The Week Ahead In Gold
Things are not always what they seem…The old saying could make a great deal of sense against the current economic and geopolitical backdrop. With the conclusion of the Mueller report now in the rear-view mirror, investors will again focus their attention on the bigger picture. They may not, however, like what they see.
The Federal Reserve and the path of monetary policy will be a primary area of focus in the months ahead. After the latest Fed meeting, markets are not expecting any further hikes from the Fed this year. Some Fed officials and analysts have, however, suggested that more hikes may still be appropriate. Although the economy remains strong, some cracks have begun to emerge that could potentially spell trouble for the globe’s largest economic engine.
Not only have rate hike expectations pretty much been thrown out the window, but there seems to be increasing talk of the Fed even starting to ease again. That is where things started to look far more interesting late last week. On Friday, White House Economic Advisor Larry Kudlow suggested that the Fed should cut rates by 50 bps “immediately.” Kudlow’s comments should not come as a surprise, as President Trump has been highly critical of the central bank and its rate hikes for some time. It has fueled some speculation, however, that perhaps the economy is not as solid as some think. Looser monetary policy could also potentially be used as a hedge of sorts if a trade agreement with China is not reached in the weeks or months ahead.
Despite the Fed’s increasingly dovish stance, the dollar index has continued on the offensive and has likely been a major factor in gold’s recent pullback. Several factors may continue to keep the greenback moving higher, as investors seek out its perceived safety and stability. Concerns over U.S./China trade talks, the uncertainty surrounding Brexit and even a change in tone from the ECB may all keep a bid in the U.S. currency.
The dollar is back at a multi-month high and could potentially be on the verge of an upside breakout. How much room the currency may have to run is unclear but further gains above recent highs may be limited. A resolution to any of the above issues could put some significant downward pressure on the currency and force a change in trend. A weaker dollar could give the gold bulls a breath of fresh air and fuel higher prices. If U.S./ China talks break down, or if a no-deal Brexit is set to take place, the flight to safety could be significant enough to propel gold higher despite a stronger dollar.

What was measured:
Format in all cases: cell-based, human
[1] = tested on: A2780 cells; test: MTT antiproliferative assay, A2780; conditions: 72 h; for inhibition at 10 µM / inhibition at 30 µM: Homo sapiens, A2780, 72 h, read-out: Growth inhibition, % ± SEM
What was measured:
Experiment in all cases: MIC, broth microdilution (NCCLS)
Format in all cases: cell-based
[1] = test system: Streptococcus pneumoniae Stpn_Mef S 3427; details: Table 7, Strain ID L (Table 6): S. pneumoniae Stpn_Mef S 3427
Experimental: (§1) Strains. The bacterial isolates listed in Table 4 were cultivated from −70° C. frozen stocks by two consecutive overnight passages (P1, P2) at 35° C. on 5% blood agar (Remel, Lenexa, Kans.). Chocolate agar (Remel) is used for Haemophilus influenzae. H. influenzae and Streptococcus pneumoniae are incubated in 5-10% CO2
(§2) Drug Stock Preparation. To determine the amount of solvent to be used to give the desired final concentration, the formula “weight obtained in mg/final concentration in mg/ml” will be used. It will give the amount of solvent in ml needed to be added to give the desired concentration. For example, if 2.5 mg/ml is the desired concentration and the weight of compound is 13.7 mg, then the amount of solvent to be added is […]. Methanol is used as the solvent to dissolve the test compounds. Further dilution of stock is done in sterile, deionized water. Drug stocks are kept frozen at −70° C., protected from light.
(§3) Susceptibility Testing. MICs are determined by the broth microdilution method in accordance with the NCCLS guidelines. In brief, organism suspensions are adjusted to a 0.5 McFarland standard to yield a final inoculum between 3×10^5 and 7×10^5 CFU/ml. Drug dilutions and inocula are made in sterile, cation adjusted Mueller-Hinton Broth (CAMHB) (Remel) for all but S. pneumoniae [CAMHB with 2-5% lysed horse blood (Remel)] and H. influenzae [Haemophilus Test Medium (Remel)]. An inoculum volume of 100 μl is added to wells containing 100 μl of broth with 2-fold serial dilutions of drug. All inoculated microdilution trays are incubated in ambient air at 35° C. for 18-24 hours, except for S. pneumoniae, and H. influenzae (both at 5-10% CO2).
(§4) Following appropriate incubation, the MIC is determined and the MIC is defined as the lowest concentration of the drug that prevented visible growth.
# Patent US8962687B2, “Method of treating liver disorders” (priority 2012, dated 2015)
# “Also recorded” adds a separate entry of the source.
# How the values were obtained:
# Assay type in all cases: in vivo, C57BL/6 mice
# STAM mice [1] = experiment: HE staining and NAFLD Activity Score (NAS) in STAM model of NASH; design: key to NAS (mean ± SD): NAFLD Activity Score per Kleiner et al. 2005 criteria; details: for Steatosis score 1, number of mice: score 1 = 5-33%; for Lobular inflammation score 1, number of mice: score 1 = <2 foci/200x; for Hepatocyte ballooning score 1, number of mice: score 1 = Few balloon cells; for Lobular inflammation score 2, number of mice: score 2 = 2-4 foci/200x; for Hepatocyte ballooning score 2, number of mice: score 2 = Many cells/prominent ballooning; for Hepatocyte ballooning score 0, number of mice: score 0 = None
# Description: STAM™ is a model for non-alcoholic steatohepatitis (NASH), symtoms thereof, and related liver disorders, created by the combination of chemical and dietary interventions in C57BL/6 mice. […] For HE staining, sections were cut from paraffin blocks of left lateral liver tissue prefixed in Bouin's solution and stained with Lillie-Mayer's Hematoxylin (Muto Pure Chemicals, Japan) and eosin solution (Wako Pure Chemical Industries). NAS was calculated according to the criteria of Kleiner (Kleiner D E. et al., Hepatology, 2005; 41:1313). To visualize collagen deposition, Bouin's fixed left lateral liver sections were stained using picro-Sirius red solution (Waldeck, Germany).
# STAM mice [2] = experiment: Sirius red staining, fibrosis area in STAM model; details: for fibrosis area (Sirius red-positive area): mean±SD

Markets will be watching the data stream closely in the weeks and months ahead as concerns over a major global slowdown mount. Key data points such as housing and manufacturing have shown measurable weakness in recent months, and the latest reading on consumer spending and inflation did nothing to alleviate those fears.
The significant economic slowdown along with benign inflation may allow the Fed, and even other central banks, to ease again if necessary. An extension of ultra-low rate policies could keep a floor under the gold market and other dollar-denominated assets.
In the meantime, gold has fallen back into its previous trading range and will likely find significant buying interest on any dips towards the range-bottom around the $1280 area. The gold bulls may simply be in a holding pattern until the next major buying catalyst comes along.